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Airport Terminal Design Will Constrain Consumers & Airlines, Says BARNZ

The $5.9 Billion dollar Auckland Airport terminal design fails to address the overarching concerns of customers and airlines.

Auckland 2nd May 2024 – Airlines are concerned that the proposed Auckland Airport terminal will fail to address long-term issues of operation. It will result in increased costs for airlines and travellers who will foot the bill while using terminals operating beyond capacity.

“Auckland Airport tells us that their future domestic terminal is on track for completion in 2029, and that prices won’t rise as much as airlines fear. Given decades of under investment at Auckland Airport redevelopment is needed, but this shouldn’t come at any cost.” BARNZ executive director, Cath O’Brien says.

O’Brien also says that while Auckland Airport claims that it has not consulted with airlines on prices up to 2032, that this is simply not correct.

“As part of recent price consultation with airlines, Auckland Airport shared a range of price estimates for per passenger prices to 2032. However, Auckland Airport does not allow airlines to share this information in any detail – but airlines must plan for these future costs. It is entirely reasonable for airlines to assess what the costs may be, as they plan how (and whether) they can operate at Auckland Airport into the future,” says O’Brien.

O’Brien observes that there are also concerns at the disruption arising from prolonged construction, which will be a challenging period for airlines and their customers.

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“With many parts of the airport becoming live construction sites, health and safety is a huge concern for all airport users. Pathways for passengers and staff are changing, and in many cases taking longer to navigate. This is a real challenge for elderly people or those with access issues.”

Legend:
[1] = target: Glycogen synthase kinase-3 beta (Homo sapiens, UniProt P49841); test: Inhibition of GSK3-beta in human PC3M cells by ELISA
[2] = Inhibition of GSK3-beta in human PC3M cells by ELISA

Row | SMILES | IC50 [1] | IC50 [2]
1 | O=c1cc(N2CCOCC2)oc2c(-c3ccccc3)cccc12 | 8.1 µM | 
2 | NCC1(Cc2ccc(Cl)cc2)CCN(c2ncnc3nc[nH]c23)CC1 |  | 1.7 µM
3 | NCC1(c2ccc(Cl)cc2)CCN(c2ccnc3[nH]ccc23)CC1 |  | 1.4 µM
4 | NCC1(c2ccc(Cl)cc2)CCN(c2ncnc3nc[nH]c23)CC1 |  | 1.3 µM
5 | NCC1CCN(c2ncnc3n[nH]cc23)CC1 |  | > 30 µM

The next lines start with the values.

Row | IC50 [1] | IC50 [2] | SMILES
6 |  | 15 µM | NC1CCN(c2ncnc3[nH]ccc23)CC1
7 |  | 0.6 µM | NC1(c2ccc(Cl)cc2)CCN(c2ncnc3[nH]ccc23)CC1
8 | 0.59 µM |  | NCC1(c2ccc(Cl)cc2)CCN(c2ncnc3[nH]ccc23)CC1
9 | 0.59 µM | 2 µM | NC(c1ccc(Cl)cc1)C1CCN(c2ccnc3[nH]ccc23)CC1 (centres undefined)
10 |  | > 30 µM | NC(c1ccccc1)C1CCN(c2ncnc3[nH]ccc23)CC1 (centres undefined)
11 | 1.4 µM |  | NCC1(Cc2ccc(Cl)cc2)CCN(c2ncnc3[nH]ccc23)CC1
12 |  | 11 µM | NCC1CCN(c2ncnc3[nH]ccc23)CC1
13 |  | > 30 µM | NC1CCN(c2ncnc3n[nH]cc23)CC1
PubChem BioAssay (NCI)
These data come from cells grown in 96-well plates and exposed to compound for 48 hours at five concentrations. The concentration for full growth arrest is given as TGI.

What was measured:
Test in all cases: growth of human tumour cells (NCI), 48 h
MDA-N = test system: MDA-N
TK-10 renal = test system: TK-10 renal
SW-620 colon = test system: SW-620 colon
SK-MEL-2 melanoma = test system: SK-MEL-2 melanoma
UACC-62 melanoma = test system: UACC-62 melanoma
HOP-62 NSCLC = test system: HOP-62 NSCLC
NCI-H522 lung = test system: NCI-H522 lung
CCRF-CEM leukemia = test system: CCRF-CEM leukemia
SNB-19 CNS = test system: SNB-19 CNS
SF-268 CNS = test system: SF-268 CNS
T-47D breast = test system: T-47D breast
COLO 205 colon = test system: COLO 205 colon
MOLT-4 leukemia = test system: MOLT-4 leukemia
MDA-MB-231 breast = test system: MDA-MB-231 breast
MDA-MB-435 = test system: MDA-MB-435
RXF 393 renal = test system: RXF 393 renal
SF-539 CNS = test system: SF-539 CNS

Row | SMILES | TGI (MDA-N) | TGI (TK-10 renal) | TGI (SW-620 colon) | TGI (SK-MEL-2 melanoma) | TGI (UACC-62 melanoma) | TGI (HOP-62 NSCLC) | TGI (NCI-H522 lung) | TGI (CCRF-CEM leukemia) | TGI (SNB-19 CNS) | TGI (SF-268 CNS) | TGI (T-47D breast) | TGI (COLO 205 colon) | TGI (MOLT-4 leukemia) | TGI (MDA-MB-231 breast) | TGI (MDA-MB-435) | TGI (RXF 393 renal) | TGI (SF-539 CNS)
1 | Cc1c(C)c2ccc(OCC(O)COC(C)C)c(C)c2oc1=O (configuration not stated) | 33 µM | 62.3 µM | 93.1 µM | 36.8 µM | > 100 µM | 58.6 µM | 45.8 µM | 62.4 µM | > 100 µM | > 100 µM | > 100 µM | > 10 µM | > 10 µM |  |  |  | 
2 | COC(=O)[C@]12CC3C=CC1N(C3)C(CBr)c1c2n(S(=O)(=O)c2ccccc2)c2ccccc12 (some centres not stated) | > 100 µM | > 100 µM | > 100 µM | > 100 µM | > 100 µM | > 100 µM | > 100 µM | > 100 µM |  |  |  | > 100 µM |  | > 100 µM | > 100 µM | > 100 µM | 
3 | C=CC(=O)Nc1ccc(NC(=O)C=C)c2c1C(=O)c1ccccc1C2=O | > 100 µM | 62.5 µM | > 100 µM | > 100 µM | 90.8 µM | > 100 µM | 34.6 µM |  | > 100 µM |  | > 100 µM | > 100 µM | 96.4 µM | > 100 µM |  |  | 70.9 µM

“Auckland Airport also tells us that in 2026 there will be four fewer international gates than we have today. This constraint arises because of construction works on the integrated domestic terminal, which will reduce available gates. This gate constraint will be an ongoing challenge for several years and will require customers to bus to aircraft on the airfield.”

O’Brien also points out that the ‘Green Line’ may still exist once the integrated terminal is opened.

“Customers travelling on any regional service will still have to walk or bus between terminals in future. Its disingenuous to tell customers the new terminal is a one stop shop – it won’t be.

Airlines have been calling for investment in Auckland Airport for some years.

“The real problem that exists is that the 15-year construction plan that Auckland Airport proposes can’t fit inside the 5-year assessment the Commerce Commission makes for airport prices.”

“Auckland Airport needs a more appropriate regulatory regime, to oversee this substantial catch-up investment. We encourage the Commission to consider the impact of these extreme costs on domestic and Tasman airfares –which will bear the brunt of demand impacts from rising prices.”

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